In your opinion, would this change make the diagram a more effective tool at proving the earth is indeed round? Why or Why not?

3.)    Tufte describes Robert Winter’s CD Companion: Ludwig van Beethoven, Symphony No. 9 as asynchronized parallelism between the silent visual explanation on the screen combined with the sound of the music” (pg. 88)
What are some other examples that use technology to create similar synchronized parallelism (not exclusively between the visual and musical)?

4.)    When describing the cyclogram of Cosmonaut Georgi Grechko (pg. 92-95), Tufte fails to tell us the benefits the cosmonauts may have gained from these parallel methods of representing time.
What, if any, do you think these benefits could have been? Why bother if it was filled with “witless ploys that did not help much” (pg. 93)

5.)    Tufte describes “faulty parallelisms” citing Humphrey Repton’s Designs for the Pavillion at Brighton where Tufte claims that Repton shows “substantial embellishments quite beyond the scope of architectural work.” (pg. 102)
As architects we may on occasion contribute to these faulty parallelisms through our representations. What are the benefits/drawbacks to this in the professional environment?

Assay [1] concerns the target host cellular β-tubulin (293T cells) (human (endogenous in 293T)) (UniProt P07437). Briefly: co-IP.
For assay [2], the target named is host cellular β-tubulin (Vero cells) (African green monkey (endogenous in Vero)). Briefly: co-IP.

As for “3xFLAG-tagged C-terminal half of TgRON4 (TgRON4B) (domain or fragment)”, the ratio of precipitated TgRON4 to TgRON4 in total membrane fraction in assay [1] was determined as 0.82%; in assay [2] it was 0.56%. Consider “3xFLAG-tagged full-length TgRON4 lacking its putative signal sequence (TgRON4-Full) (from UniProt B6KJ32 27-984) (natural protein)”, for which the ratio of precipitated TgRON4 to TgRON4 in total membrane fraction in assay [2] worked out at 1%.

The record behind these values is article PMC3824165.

09 October 2016

Comics and Storyboards

How can architects use comics to express their ideas? Where should these comics fall on the photo-realistic to abstract chart?

Should architects be cartooning their buildings, making projects more understandable through different cultures? Is that already happening with the current state of architecture? Is highly formed based architecture, like Frank Gehry achieving some sort of cartoonized architecture that’s more relatable across different societies?

Sometimes architects get away with creating renders from angles that would never be seen by the average person. Should architects be allowed to use these perspectives to tell the narrative of their projects?